Yesterday, Facebook revealed that it was also concerned by that very question and that it had decided to take a stand against deepfakes. In partnership with Michigan State University, the social media giant presented “a research method of detecting and attributing deepfakes that relies on reverse engineering from a single AI-generated image to the generative model used to produce it.”
The promise is that Facebook’s method will facilitate deepfake detection and tracing in real-world settings, where the deepfake image itself is often the only information detectors have to work with.
Why Reverse Engineering?
Right now, researchers identify deepfakes through two primary methods: detection, which distinguishes between real and deepfake images, and image attribution, which identifies whether the image was generated using one of the AI’s training models. But generative photo techniques have advanced in scale and sophistication over the past few years, and the old strategies are no longer sufficient.
First, there are only so many images presented in AI training. If the deepfake was generated by an unknown, alternative model, even artificial intelligence won’t be able to spot it—at least, until now. Reverse engineering, common practice in machine learning (ML), can uncover unique patterns left by the generating model, regardless of whether it was included in the AI’s training set. This helps discover coordinated deepfake attacks or other instances in which multiple deepfakes come from the same source.
How It Works
Before we could use deep learning to generate images, criminals and other ill-intentioned actors had a limited amount of options. Cameras only had so many tools at their disposal, and most researchers could easily identify certain makes and models. But deep learning has ushered in an age of endless options, and as a result, it’s grown increasingly difficult to identify deepfakes.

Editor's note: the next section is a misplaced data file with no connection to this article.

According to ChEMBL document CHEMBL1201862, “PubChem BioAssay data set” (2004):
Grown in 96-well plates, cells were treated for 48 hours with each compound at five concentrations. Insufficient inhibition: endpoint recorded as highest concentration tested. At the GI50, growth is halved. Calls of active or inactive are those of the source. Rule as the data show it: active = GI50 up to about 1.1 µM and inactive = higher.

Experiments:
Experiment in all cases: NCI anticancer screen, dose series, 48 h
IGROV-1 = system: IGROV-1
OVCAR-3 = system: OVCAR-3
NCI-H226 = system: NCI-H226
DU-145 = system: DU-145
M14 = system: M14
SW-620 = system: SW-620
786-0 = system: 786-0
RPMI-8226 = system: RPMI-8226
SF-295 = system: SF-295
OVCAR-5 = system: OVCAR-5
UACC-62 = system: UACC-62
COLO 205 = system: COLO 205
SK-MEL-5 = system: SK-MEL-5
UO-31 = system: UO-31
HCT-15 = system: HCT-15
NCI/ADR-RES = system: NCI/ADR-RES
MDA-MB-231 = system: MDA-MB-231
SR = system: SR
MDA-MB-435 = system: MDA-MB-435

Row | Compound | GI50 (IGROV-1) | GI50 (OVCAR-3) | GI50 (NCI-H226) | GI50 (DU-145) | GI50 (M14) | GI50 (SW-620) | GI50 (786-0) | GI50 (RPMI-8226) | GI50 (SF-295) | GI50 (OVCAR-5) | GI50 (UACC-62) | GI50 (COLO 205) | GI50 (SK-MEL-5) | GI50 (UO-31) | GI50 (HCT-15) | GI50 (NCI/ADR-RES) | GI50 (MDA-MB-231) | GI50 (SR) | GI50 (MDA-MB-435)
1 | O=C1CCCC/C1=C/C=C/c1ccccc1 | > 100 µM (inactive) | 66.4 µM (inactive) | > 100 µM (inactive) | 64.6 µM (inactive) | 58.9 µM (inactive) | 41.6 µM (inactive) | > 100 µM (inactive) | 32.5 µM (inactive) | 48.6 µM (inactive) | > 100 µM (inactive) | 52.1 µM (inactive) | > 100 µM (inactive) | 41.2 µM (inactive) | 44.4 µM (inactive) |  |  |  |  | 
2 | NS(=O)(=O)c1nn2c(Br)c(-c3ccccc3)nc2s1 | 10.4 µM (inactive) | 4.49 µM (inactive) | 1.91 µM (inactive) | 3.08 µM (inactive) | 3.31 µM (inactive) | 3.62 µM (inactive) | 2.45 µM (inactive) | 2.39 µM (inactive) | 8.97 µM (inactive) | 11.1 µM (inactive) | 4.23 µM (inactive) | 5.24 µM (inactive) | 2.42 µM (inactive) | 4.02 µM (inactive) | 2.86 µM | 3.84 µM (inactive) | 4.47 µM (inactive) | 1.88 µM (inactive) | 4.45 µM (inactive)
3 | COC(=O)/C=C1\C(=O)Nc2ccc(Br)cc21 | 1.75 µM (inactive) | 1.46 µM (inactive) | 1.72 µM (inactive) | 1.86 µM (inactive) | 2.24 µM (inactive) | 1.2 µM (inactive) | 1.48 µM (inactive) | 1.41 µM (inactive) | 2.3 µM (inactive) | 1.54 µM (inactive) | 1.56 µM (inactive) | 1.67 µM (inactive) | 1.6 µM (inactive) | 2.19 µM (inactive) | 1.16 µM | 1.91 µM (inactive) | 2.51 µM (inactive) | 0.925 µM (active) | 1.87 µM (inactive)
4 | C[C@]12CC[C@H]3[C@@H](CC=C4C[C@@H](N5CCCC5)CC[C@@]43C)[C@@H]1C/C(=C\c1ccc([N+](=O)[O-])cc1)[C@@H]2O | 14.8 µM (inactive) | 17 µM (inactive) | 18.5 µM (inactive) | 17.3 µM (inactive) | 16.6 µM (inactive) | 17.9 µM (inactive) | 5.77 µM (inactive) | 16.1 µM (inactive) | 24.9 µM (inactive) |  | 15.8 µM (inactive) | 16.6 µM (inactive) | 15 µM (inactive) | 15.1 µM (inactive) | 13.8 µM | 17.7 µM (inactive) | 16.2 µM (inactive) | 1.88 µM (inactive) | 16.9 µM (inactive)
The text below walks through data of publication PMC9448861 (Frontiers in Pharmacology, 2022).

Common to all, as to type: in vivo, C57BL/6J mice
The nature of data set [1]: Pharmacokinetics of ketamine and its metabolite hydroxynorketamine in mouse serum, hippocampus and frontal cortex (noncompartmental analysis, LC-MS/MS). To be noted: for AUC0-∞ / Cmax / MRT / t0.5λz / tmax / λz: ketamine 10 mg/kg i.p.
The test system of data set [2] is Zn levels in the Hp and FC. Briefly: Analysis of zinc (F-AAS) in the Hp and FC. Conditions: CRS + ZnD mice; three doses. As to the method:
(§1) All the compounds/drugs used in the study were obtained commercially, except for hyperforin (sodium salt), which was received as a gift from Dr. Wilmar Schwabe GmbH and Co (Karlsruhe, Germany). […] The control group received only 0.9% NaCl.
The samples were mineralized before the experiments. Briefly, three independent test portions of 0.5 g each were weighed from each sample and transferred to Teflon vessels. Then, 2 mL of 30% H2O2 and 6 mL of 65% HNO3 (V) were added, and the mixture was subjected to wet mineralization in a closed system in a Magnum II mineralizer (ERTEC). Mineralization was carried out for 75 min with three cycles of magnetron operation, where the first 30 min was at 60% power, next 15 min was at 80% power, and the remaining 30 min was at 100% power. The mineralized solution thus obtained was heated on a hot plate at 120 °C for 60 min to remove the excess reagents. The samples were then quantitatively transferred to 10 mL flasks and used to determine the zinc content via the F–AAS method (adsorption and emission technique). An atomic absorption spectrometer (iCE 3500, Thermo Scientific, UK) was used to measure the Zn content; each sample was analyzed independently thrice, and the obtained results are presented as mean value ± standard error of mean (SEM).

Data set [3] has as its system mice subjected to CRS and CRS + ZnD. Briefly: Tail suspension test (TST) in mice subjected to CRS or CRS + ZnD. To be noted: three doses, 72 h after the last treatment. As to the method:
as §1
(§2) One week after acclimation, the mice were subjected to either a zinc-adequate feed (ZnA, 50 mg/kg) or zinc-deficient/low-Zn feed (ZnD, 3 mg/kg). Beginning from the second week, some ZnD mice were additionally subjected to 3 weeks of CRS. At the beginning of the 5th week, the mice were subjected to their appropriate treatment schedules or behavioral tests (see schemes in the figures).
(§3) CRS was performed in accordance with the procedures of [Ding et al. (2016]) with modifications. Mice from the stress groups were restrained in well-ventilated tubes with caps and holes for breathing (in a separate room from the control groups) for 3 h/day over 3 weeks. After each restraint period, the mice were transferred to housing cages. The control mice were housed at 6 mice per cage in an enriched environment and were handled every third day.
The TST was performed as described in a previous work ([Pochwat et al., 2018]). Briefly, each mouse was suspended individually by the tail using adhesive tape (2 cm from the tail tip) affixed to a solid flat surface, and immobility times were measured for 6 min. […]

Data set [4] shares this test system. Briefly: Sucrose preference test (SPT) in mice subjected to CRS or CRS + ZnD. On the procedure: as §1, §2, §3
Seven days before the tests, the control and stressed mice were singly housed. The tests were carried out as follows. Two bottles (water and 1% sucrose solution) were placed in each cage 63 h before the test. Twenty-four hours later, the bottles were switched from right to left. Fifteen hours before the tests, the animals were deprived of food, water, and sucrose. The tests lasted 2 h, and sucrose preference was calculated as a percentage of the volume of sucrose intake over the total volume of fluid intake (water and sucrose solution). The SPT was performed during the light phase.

To counteract this, Facebook ran deepfakes through a fingerprint estimation network (FEN) to estimate some of their details. Fingerprints are essentially patterns left on an image due to manufacturing imperfections, and they help identify where the image came from. By evaluating the fingerprint magnitude, repetition frequency, and symmetrical frequency, Facebook then applied those constraints to predict the model’s hyperparameters.
What are hyperparameters? If you imagine a generative model as a car, hyperparameters are similar to the engine components: certain properties that distinguish your fancy automobile from others on the market. ‘Our reverse engineering technique is somewhat like recognising [the engine] components of a car based on how it sounds’, Facebook explained, ‘even if this is a new car we’ve never heard of before’.
What Did They Find?
‘On standard benchmarks, we get state-of-the-art results’, said Facebook research lead Tal Hassner. Facebook added that the fingerprint estimation network (FEN) method can be used for not only model parsing, but detection and image attribution. While this research is the first of its kind, making it difficult to assess the results, the future looks promising.
Facebook’s AI will introduce model parsing for real-world applications, increasing our understanding of deepfake detection. As cybersecurity attacks proliferate, and generative AI falls into the hands of those who would do us harm, this method could help the ‘good guys’ stay one step ahead. As Hassner explained: ‘This is a cat-and-mouse game, and it continues to be a cat-and-mouse game’.